Ten years ago yesterday, I swore off all beef, pork, and shrimp for the rest of my life in an effort to live more sustainably. If I had to go back, I’d be a bit more nuanced about cattle that is pastured on marginal lands that can’t grow human food and pigs that are fed food waste. I’m also much more careful about putting myself under lifelong taboos. Still, I look back satisfied that I have kept true to my oath.
Here’s my average mass over the last twelve or so years. I’d rather track body fat % and muscle mass, but those are harder to measure. Maybe this year I’ll make more effort in that direction. In any case, most of the variation in mass is attributable to to body fat, so this is a reasonable proxy for what I’m concerned with. This tells me that I need to get back on track with my health goals. Over the last three stressful years, I haven’t had the mental energy to maintain my goal weight and exercise routine (which caused a further drain in mental energy, a vicious cycle).
I like to plant native Mojave desert plants in our front yard. Here are two photos three years apart of four plants we bought at the Springs Preserve Autumn Plant Sale, first in their pots and then where they live today. They’re a Whitethorn acacia (Vachellia constricta), beavertail cactus (Opuntia basilaris), silver cholla (Cylindropuntia echinocarpa), and a desert willow (Chilopsis linearis).
They grow up so fast! ?
I just barely completed the first level of Fluenz French, and wanted to briefly pat myself on the back for my persistence. It’s taken me almost four months. Actually, we purchased the program exactly four years ago — back when our cash flow was healthier — when we started to plan a family trip to France. We’re still hoping to make that trip… someday, but in the meantime, I’ve been watching French films and news without subtitles and reading French literature. I don’t really understand much yet, but I’m starting to catch the general drift.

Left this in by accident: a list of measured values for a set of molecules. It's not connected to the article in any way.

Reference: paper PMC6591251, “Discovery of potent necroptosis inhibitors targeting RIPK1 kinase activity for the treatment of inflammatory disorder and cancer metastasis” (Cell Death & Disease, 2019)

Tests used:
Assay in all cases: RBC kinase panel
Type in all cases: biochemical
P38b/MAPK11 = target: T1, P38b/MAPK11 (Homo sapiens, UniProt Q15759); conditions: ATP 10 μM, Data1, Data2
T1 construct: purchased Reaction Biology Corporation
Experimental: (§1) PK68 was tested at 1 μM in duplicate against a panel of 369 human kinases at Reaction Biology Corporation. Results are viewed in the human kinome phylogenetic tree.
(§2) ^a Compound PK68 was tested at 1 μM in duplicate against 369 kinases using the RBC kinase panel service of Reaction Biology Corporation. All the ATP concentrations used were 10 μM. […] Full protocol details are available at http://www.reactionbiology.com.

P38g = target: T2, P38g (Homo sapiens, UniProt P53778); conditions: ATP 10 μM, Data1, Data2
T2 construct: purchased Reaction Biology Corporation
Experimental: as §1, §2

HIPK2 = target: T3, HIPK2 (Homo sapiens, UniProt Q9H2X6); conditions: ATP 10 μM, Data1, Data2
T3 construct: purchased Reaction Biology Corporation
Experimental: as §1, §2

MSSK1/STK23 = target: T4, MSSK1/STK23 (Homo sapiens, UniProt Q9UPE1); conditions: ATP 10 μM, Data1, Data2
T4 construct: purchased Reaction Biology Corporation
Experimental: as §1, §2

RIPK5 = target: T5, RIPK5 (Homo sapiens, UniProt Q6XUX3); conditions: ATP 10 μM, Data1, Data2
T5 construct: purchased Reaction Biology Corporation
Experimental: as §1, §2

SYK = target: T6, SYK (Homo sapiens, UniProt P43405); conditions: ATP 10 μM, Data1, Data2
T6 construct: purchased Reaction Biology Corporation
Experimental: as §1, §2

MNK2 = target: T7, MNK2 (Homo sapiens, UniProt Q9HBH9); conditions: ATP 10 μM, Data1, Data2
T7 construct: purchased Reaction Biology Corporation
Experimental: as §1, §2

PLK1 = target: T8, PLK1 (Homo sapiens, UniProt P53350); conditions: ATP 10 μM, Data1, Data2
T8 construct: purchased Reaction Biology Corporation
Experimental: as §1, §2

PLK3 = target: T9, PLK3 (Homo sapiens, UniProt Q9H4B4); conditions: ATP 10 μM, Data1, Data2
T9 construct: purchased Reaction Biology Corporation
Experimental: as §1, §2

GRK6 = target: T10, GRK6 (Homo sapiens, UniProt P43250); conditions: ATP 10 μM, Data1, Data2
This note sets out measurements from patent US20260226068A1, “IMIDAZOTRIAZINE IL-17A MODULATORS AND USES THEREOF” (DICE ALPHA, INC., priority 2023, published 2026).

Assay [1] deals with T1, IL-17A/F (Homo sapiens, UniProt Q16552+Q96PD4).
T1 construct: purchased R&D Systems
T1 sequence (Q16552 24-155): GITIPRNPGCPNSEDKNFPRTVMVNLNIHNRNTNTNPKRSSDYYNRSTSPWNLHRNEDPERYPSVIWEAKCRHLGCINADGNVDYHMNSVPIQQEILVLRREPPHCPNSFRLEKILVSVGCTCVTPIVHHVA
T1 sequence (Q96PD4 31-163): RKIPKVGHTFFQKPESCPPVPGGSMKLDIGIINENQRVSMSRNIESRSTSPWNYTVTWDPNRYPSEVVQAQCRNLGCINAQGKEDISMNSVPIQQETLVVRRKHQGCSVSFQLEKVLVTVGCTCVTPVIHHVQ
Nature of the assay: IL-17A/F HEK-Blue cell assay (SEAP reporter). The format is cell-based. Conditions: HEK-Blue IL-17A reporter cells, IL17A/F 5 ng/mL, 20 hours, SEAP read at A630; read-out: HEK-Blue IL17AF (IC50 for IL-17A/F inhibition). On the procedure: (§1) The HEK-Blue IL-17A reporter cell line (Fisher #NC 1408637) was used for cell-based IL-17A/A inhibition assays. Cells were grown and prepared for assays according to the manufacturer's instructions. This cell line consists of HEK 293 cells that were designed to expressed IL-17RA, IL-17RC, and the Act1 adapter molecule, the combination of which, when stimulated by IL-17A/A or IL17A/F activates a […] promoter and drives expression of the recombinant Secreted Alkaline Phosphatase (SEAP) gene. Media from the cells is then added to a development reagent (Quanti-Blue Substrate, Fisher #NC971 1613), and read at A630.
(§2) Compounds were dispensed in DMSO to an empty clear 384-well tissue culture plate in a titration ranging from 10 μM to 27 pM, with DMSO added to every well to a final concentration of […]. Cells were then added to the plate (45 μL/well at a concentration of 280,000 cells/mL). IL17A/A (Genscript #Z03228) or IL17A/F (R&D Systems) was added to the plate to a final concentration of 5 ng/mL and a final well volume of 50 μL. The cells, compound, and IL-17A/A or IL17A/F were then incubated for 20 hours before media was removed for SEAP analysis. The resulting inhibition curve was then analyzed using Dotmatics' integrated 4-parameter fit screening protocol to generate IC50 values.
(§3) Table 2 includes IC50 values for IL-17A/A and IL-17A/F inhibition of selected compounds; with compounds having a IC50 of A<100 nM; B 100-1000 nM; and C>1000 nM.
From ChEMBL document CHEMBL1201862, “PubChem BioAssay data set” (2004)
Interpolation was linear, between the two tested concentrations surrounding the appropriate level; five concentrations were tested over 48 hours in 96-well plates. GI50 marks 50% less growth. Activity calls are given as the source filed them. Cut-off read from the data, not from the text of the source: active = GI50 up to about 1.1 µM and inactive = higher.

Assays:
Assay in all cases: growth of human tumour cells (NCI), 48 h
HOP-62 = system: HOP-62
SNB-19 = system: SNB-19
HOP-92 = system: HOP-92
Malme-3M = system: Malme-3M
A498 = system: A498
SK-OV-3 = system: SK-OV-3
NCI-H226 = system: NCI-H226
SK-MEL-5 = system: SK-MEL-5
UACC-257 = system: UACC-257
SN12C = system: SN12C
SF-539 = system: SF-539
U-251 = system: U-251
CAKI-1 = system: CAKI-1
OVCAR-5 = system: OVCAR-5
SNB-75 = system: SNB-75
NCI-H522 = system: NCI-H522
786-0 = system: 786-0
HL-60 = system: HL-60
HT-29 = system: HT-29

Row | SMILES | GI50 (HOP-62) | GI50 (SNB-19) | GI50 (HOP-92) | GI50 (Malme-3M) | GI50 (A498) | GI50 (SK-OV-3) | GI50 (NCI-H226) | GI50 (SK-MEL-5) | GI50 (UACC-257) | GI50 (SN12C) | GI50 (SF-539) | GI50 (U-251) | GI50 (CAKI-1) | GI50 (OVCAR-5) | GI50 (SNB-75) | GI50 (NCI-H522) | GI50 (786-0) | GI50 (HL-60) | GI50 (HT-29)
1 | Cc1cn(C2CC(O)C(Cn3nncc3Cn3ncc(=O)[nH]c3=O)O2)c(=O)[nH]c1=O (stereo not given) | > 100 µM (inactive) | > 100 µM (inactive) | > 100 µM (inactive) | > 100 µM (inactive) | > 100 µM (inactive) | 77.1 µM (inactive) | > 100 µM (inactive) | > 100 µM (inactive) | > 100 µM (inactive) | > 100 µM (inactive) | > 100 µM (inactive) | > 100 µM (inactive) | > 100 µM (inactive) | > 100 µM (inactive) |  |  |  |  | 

I guess it’s on to the second level. À bientôt, mes amis!
Almost every morning for the past five years or so, I’ve stumbled out of bed, stepped on a scale, and noted the result in a spreadsheet. It’s mildly interesting to look back over the ups and downs.
I started out skinnyfat. After a visit with a stern nurse practitioner, thinking about my wife and kids who depend on me, I decided to get my health in order. The first 3 kg I lost were easy. I maintained my new lighter weight for almost two years. Then I dabbled with gaining muscle, but I went too fast and wasn’t doing the right kind of training, so I gained mostly body fat. I decided to lose the fat and got back down to 60 kg. Since then, I’ve brought my weight back up to about 65 kg and am maintaining it there.
I’m satisfied with my current weight. I have more muscle than when I started, and while I’m no underwear model, I like what I see in the mirror.
It might seem obsessive and unhealthy to track my weight every day. I could see where it could lead someone down the path to an eating disorder, but it has had the opposite effect on me. Looking at my chart causes a rather zen state of mind, something like what happens to astronauts looking down on the Earth from above.
The weight comes and goes. I decide when. The number on the scale doesn’t change who I am.